Bottom line: SouFun should be commended for its proactive and open approach to a recent crackdown on internal corruption, which could provide some potential upside to its shares after negative publicity subsides.
Real estate services provider SouFun (NYSE: SFUN) has become the latest Chinese Internet firm to join a national anti-corruption campaign, with its issue of a slightly cryptic statement that looks related to a scandal that rocked the company earlier this month. That scandal saw media report that SouFun had fired a number of salespeople over vague allegations of inflating their business. (previous post)
More than 2 weeks after those reports broke, SouFun has just issued a statement outlining a recent internal probe that netted an unspecified number of employees who were engaged in corrupt practices. I have to commend SouFun for taking the action and also being relatively open about what it’s doing, even though this particular statement isn’t extremely clear and was almost certainly prompted by the earlier reports.
At the end of the day, corruption has no place in a major company like SouFun, even though practices like bribery and accepting kickbacks are quite common in the Chinese corporate world. The problem is far worse in big state-run companies, which have been at the heart of a nationwide anti-corruption crackdown over the last 2 years led by Chinese President Xi Jinping. But corruption is also relatively common at private companies, where employees often use their position for personal gain.
Such clean-ups don’t come without a cost, and SouFun’s shares have lost about 7 percent of their value since the scandal first broke in mid October, including a 4 percent drop earlier this week. But as I noted when the initial scandal broke, this kind of corruption only undermines a company over the longer term. Thus SouFun and others taking similar steps are being prudent by becoming more proactive about tackling the problem.
According to its vaguely worded statement, SouFun says inappropriate employee behavior began to occur after its recent expansion beyond its core business of acting as middle-man by offering real estate services from other companies. Like many Chinese Internet companies, SouFun is hoping to stabilize its business by becoming more diversified, and in this case has been expanding into e-commerce by selling products and services directly to consumers as part of that drive.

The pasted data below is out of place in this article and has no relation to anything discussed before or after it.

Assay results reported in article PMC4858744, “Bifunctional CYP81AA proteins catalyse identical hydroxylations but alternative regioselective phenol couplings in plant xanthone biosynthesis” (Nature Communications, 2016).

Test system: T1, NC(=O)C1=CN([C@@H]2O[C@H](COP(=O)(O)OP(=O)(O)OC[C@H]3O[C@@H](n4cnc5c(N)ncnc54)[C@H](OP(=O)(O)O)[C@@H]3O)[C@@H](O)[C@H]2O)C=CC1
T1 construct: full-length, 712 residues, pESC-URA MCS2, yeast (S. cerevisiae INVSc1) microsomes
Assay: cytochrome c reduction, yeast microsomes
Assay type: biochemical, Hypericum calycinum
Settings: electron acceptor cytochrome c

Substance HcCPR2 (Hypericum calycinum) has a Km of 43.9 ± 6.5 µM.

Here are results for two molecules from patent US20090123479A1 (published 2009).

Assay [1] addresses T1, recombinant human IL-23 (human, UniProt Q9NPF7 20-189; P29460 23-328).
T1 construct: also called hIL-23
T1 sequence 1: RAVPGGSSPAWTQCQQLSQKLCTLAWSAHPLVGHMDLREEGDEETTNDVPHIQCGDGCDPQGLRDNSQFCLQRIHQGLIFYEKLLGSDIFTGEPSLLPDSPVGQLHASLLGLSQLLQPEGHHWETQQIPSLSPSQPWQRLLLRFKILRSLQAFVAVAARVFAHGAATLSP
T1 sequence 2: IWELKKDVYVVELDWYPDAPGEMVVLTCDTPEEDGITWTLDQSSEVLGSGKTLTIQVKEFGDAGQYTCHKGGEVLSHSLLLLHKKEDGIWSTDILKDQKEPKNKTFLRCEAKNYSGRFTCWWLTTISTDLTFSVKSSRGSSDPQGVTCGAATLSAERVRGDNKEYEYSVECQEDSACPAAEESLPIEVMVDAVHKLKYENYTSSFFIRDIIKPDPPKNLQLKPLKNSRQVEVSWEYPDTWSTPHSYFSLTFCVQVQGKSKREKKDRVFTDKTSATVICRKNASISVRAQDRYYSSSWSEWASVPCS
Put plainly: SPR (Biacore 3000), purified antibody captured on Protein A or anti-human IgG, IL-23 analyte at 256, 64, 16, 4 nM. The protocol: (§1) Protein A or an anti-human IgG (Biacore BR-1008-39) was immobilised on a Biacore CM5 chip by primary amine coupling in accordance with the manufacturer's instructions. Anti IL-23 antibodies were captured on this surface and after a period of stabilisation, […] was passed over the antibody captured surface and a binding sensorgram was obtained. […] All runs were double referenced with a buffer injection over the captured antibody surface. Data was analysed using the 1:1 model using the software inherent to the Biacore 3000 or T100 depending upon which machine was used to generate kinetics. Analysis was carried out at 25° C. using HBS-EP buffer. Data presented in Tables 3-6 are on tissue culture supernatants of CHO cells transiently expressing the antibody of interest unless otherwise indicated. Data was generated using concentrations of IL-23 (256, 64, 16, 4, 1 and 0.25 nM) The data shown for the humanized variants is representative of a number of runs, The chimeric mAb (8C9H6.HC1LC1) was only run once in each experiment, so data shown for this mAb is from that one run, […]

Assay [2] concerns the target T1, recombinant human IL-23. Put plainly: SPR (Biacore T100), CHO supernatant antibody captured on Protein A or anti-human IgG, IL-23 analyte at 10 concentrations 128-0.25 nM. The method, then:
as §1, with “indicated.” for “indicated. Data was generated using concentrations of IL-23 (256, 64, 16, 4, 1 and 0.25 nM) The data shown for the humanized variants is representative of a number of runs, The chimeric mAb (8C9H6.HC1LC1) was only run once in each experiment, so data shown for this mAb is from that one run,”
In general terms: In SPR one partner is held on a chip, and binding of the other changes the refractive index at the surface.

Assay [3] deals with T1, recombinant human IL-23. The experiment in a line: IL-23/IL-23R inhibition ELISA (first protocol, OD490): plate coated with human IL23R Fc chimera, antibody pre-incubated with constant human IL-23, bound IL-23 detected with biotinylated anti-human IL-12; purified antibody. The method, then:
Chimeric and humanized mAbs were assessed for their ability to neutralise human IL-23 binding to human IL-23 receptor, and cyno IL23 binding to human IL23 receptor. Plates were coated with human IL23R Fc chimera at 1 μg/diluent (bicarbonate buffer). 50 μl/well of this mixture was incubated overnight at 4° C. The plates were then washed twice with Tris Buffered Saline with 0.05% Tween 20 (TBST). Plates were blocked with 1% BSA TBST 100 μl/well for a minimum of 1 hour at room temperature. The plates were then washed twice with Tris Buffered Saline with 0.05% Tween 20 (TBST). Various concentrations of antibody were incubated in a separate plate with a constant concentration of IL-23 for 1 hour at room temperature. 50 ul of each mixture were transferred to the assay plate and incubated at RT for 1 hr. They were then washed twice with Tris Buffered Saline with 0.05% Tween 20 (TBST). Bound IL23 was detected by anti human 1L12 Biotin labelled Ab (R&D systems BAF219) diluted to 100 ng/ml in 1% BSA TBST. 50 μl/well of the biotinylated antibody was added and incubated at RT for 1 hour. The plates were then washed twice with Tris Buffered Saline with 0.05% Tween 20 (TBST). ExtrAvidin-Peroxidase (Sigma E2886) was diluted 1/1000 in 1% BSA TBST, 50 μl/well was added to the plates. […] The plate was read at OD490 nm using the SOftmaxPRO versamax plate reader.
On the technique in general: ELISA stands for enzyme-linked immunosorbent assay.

SouFun says it began the push into e-commerce early this year, becoming directly involved in selling homes and home furnishings, rather than only acting as a broker for third parties. But in the process, the company said, it had to start firing some employees who did not behave in accordance with its own policies for “honesty and integrities in dealing with end consumers.” (company announcement)
It doesn’t take too much interpretation to de-code this statement as meaning that some employees were probably taking kickbacks from customers in exchange for preferential access or prices for SouFun’s newer e-commerce products and services. The earlier reports about SouFun’s firings were equally vague, saying only that the company had taken action against employees for inflating their sales orders. In this case it’s almost certain the earlier reports and now this new vague statement refer to the same firings.
SouFun certainly isn’t the only company conducting this kind of internal probe. Telecoms giant Huawei was one of the first to begin disciplining employees for corrupt business practices, and leading search engine Baidu (Nasdaq: BIDU) has conducted similar probes. (previous post) E-commerce leader Alibaba (NYSE: BABA) was also forced to conduct a similar clean-up several years ago after a scandal broke involving fake stores on its original Alibaba.com B2B site.
Shareholders are understandably worried about SouFun’s internal problems, even though I can say quite definitively that such issues are common among all Chinese companies. The fact that SouFun is being relatively proactive in tackling the problem looks like a good step in my view, meaning perhaps we could see some upside in the company’s stock once the negative publicity starts to subside.
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